SUP balance training (and tools).

SUP balance training and tools you can use during the winter (or any time!). Stand up paddle boarding isn’t just about a board and paddle. If you want to progress, improve and push on then you need to develop your all round skills. And this includes balance.

Balance training doesn’t need to dull!

It should go without saying that standing on a board, whilst it floats atop water, requires balance. And if you want to start paddling more performance orientated SUPs, that are lower in volume and narrower in width, then improving your balance is key.

SUP balance board training tool.

There are many different training tools that help with improving balance. The good old balance board, that you can use in the comfort of your own home, is one.

Check out some balance training board options here.

Simply, a board sit on top of a roller and the rider uses weight distribution to the board to sit on top of the roller. Rocking back and forth raises the bar in terms of difficulty.

More advanced techniques include holding your SUP paddle and mimicking paddle strokes. You can also try taking one foot off, or even walking up and down the board like a longboard surfer would do.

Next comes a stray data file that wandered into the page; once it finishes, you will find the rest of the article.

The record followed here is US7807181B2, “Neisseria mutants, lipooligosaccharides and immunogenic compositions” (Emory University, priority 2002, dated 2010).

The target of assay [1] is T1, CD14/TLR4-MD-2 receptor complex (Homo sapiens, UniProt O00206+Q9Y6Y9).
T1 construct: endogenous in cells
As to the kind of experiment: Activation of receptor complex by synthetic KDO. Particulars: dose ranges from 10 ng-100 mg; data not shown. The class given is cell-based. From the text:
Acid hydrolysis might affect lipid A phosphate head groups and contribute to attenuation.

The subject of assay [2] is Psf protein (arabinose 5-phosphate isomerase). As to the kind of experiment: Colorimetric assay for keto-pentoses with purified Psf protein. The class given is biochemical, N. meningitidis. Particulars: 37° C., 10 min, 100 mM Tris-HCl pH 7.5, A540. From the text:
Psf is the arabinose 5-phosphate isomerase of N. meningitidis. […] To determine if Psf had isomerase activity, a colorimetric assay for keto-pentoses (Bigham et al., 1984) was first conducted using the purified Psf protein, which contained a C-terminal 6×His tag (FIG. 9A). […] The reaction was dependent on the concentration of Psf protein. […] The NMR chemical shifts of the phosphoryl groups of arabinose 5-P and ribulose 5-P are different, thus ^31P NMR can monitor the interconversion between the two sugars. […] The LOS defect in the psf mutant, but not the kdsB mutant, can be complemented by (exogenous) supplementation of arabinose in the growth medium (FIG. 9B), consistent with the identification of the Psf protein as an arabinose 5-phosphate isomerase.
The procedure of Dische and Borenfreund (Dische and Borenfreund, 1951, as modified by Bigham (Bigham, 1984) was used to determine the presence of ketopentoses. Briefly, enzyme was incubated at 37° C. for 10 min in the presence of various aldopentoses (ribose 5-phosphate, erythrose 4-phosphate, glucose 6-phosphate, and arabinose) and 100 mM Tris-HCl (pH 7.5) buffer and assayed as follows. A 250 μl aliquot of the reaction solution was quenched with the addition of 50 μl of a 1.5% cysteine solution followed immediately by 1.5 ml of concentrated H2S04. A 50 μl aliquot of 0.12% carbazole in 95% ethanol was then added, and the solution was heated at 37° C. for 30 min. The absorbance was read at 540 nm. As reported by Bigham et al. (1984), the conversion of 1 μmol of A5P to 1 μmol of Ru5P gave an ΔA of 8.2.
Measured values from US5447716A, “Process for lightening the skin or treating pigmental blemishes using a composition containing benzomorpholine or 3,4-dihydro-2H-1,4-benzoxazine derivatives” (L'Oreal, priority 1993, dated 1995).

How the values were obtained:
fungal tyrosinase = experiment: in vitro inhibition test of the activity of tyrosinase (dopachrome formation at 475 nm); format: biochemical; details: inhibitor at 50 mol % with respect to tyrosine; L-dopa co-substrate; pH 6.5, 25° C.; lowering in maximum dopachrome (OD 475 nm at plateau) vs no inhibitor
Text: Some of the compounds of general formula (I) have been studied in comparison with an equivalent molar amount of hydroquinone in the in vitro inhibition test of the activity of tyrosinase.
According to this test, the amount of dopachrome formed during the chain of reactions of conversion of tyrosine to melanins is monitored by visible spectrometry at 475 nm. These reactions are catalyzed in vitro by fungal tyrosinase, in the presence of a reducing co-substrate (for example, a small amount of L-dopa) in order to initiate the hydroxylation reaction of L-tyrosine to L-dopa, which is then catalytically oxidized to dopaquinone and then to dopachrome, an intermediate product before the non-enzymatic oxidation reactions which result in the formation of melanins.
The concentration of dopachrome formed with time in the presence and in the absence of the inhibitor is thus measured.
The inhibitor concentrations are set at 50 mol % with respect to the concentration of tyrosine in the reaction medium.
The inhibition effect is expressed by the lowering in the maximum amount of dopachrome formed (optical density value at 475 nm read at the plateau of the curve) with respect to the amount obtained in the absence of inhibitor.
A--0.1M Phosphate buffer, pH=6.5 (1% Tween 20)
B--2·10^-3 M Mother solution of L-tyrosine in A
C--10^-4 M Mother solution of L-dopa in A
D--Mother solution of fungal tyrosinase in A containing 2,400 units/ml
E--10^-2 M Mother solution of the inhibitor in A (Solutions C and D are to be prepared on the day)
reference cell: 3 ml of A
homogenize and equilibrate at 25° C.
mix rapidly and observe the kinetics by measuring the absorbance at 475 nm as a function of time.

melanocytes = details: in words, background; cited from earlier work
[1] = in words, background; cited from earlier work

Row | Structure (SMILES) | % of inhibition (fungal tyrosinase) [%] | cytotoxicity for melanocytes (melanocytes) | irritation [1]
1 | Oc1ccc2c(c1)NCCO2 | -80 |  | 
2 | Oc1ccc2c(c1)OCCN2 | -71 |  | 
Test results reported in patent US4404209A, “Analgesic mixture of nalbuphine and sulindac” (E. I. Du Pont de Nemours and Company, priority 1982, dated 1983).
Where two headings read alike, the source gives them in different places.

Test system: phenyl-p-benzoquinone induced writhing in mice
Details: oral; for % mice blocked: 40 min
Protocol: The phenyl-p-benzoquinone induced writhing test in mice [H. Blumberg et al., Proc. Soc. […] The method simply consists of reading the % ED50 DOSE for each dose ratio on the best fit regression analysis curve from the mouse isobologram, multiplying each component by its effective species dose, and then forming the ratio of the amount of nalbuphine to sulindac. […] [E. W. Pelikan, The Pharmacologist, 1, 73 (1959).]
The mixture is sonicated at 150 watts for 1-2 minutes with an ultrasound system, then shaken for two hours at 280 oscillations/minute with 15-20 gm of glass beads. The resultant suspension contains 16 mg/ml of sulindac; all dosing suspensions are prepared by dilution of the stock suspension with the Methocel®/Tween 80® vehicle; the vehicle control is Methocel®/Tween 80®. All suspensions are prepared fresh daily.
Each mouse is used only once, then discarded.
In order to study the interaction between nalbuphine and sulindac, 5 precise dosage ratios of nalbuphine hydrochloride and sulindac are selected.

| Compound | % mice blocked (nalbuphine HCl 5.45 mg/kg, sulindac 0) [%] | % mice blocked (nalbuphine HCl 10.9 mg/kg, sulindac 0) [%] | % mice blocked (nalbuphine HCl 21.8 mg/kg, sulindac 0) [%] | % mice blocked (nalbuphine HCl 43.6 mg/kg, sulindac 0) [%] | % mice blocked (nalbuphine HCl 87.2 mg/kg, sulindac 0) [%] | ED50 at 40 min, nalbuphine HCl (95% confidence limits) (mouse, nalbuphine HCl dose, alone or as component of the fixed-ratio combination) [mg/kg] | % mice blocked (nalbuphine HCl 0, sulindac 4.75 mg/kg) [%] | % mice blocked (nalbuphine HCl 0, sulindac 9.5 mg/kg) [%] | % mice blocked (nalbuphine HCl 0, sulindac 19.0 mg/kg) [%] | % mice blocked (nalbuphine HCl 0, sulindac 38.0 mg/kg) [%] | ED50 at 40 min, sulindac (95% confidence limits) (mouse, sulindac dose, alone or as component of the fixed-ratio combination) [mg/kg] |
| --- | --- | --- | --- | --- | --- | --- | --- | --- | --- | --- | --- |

Make sure you have enough room around you as falls can still occur. Landing on the family china isn’t great! Also, consider impact protection or knee and elbow pads. Maybe a helmet as well. At least until you’re confident on the balance board.

One wheel Skateweel electric skateboard.

For the nmore adventurous, who fancy some additional adrenaline with their balance training, a one wheel electric skateboard may be the answer.

Fun time balance training with one wheel Skateweel electric skateboards.

Much like a balance board/Indo board the one wheel Skatewheel works on rider weight distribution. The only difference here is your machine is moving.

Tools like the Skatewheel not only improve your balance they also help riders understand more about rail to rail carving. This is especially useful for anyone contemplating, or already involved with, SUP surfing.


Another outdoor balance training tool, that can also provide plenty of outdoor amusement, is slacklining.

Beginner slackline techniques.

Stringing a thick webbing strap between fixed points, then ratcheting up the tension gives a taught area to work with. You then aim to walk the length of the line without falling, much like a tightrope walker.

Slacklines don’t need to high off the ground – they can be as low as you want to go. As with everything mentioned in this article keep in mind you may wipeout so having enough space around is important. as are adequate safety precautions.

The more extreme side of slacklining.

SUP balance training needn’t be arduous gym work. It can be super fun, which the above suggestions will help with.

For more articles like this check out SUP Hub UK’s blogroll –

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